The words “Brown Act” may be the most hated words among local government officials in California. And yet, they should be the most revered because the Brown Act is the guarantee that The People of California will have access to their government.

Thing is, it’s difficult. It means the work of the government must be done in properly noticed meetings in front of the public. The Brown Act (California GOVERNMENT CODE SECTION 54950-54963) legislates what this looks like for local government from the County level down through cities and local districts. It’s what’s known as a “sunshine” act, i.e., no secret meetings. Sunshine acts are legislated state by state. I love the wording of the Brown Act. It clearly sets out the role of The People in their government:

“…the public commissions, boards and councils and … public agencies in this State exist to aid in the conduct of the people’s business. It is the intent of the law that their actions be taken openly and that their deliberations be conducted openly. The people of this State do not yield their sovereignty to the agencies which serve them. The people, in delegating authority, do not give their public servants the right to decide what is good for the people to know and what is not good for them to know. The people insist on remaining informed so that they may retain control over the instruments they have created.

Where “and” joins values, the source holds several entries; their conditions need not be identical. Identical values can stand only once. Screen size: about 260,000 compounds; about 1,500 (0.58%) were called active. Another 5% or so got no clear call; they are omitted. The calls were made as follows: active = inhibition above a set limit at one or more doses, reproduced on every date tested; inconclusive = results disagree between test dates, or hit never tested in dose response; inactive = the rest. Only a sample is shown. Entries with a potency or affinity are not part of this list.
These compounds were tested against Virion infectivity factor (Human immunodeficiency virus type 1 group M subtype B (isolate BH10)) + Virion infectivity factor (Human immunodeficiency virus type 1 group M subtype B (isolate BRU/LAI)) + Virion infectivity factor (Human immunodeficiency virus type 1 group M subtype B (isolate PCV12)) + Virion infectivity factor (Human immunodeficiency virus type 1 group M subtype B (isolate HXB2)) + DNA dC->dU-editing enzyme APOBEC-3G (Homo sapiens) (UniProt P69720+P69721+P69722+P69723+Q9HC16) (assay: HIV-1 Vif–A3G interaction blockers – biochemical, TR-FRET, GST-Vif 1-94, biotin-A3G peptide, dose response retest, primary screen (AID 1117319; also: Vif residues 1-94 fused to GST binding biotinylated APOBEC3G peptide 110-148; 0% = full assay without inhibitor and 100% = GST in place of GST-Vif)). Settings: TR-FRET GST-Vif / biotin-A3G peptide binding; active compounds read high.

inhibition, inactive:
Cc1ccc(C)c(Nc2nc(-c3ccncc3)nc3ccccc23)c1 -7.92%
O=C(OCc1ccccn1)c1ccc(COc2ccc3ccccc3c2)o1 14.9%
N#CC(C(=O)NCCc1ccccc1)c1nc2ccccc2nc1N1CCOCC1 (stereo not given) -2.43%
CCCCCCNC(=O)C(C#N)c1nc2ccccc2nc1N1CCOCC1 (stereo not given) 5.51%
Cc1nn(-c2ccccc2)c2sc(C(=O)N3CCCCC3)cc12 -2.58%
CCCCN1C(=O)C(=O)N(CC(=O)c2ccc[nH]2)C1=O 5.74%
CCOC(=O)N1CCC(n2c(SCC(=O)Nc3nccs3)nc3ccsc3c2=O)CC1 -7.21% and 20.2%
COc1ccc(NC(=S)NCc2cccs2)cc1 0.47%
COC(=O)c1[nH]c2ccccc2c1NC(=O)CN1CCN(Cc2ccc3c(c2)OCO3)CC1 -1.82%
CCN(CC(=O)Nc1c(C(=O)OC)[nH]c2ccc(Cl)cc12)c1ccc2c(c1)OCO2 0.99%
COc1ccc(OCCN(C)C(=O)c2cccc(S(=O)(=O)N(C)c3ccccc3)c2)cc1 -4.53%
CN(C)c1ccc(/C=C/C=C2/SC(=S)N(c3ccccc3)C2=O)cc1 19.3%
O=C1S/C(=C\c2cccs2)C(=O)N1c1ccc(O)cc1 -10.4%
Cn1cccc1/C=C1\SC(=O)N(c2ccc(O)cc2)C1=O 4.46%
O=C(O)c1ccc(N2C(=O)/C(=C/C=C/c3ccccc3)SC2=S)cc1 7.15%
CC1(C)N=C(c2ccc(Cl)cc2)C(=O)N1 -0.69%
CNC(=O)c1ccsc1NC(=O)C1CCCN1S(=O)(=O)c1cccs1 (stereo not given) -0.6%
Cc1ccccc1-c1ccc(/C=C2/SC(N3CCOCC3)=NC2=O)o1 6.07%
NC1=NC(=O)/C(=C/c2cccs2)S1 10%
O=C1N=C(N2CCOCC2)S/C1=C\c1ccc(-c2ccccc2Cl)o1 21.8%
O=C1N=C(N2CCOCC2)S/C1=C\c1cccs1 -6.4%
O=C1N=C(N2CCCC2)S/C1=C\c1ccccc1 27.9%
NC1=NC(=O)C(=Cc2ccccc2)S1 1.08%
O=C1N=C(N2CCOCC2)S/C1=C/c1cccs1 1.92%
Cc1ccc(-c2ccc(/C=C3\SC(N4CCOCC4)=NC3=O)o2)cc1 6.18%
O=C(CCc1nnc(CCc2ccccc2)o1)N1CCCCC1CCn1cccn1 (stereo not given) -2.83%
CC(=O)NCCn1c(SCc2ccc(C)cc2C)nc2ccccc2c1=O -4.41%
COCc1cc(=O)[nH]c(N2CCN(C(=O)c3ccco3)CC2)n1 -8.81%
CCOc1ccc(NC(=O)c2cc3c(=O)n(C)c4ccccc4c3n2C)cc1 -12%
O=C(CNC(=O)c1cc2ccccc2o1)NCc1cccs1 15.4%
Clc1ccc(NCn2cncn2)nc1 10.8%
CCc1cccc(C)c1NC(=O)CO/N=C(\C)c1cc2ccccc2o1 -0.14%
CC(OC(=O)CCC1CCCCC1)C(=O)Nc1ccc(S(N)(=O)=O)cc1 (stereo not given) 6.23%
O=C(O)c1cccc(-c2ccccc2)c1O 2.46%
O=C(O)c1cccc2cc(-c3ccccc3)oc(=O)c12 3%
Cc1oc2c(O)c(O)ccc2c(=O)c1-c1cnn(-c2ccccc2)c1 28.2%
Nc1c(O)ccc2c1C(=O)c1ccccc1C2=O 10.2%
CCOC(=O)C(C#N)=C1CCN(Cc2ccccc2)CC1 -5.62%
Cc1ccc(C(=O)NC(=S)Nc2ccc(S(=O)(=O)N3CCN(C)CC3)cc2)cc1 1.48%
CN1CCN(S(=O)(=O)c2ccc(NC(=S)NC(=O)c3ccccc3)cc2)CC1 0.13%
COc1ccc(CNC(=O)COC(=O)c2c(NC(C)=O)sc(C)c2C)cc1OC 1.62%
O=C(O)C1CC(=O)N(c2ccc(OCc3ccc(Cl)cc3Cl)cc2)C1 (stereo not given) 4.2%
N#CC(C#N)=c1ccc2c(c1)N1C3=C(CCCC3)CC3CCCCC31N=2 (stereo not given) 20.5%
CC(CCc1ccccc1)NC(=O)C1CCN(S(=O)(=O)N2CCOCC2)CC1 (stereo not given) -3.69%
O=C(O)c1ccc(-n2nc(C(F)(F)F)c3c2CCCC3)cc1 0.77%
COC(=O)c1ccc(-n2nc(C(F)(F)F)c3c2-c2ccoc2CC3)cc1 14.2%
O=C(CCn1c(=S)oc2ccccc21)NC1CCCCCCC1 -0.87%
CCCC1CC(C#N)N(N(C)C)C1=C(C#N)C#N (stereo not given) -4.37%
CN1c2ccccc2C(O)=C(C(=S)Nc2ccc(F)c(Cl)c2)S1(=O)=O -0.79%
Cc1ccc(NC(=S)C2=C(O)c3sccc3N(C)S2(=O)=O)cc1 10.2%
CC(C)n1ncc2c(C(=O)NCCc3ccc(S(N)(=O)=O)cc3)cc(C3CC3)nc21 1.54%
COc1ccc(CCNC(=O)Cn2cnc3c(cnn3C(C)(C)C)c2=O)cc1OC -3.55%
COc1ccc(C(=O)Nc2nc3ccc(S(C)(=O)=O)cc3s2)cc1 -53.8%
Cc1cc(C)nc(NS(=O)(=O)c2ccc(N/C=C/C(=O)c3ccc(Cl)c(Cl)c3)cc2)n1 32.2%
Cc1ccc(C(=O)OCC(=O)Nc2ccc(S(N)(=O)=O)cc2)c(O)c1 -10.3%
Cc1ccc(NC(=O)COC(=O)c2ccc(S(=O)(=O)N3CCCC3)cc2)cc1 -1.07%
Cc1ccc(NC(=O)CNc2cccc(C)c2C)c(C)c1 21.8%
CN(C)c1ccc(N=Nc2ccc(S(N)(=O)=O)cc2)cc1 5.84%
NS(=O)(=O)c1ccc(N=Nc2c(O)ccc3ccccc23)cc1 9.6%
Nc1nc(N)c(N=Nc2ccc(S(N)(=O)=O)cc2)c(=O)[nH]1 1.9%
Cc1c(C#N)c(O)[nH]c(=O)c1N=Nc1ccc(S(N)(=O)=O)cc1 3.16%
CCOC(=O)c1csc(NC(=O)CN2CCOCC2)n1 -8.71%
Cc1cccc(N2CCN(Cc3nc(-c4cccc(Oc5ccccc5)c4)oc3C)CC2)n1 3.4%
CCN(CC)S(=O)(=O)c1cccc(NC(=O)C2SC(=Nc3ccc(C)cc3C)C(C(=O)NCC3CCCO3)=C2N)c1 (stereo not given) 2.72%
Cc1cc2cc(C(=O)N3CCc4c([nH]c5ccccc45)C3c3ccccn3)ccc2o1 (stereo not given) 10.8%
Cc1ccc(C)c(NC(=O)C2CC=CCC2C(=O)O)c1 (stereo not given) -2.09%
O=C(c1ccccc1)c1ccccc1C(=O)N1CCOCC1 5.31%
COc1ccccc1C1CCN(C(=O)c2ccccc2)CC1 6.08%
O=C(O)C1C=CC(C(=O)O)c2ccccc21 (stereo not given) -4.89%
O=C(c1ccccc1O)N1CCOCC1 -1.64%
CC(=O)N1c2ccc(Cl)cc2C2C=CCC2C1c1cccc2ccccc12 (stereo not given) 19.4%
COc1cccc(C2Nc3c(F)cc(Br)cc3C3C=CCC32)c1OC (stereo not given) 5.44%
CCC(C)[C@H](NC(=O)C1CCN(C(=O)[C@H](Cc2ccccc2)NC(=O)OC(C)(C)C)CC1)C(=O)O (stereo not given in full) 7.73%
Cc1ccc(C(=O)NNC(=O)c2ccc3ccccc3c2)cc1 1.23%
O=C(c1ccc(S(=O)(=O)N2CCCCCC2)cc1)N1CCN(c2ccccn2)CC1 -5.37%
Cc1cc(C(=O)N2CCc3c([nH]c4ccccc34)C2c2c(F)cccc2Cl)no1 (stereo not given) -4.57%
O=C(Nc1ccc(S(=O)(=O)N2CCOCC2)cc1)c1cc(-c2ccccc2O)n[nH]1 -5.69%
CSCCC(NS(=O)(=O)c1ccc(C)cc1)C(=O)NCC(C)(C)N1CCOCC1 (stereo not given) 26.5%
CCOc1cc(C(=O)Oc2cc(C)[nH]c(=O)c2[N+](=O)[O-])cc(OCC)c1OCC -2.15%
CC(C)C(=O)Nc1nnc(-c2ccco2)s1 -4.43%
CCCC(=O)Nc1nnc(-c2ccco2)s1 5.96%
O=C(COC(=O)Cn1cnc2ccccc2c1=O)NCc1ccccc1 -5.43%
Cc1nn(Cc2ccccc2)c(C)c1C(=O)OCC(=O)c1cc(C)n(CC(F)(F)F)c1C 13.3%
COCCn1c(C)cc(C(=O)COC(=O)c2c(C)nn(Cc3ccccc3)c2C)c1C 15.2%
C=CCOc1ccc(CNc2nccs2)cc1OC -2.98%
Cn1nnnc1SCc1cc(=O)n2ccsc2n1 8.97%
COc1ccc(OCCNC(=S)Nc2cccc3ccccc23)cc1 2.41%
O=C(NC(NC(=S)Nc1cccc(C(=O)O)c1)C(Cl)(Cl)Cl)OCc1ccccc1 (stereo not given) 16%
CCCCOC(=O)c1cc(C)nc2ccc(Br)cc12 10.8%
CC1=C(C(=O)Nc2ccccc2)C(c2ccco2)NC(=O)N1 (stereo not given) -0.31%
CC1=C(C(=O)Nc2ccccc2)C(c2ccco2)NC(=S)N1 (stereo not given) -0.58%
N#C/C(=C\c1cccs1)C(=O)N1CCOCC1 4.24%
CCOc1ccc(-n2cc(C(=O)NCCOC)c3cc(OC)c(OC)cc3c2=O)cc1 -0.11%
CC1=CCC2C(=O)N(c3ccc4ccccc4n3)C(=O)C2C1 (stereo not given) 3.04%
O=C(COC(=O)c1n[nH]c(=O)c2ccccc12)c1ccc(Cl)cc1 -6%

… complete, faithful, and uninterrupted compliance with the Ralph M. Brown Act … is a matter of overriding public importance… no future Budget Act, or related budget enactments, shall … be interpreted to suspend, eliminate, or otherwise modify the legal obligation and duty of local agencies to fully comply.”

So why the love/hate relationship? Because it’s uncomfortable to have to discourse on camera in a city council meeting. Every dumb comment you make, every mistake, is on the public record, downloadable for anyone to see for a very long time. It’s so much easier to make decisions ahead of time in private and just rubber stamp them in meeting, or discuss them in closed session, out of the public view, especially if a decision that will have detractors or will bring out large numbers of the public to the meeting who may have strong opinions, the expression of which goes on for a long time.

As a board member or member of the public, whenever you come across an action that doesn’t seem quite right, or if you are unsure about how or why sunshine affects an action, be sure to reference the Brown Act, or your state’s equivalent. The other relevant sources will be your state’s constitution and the U.S. Constitution, especially the First Amendment.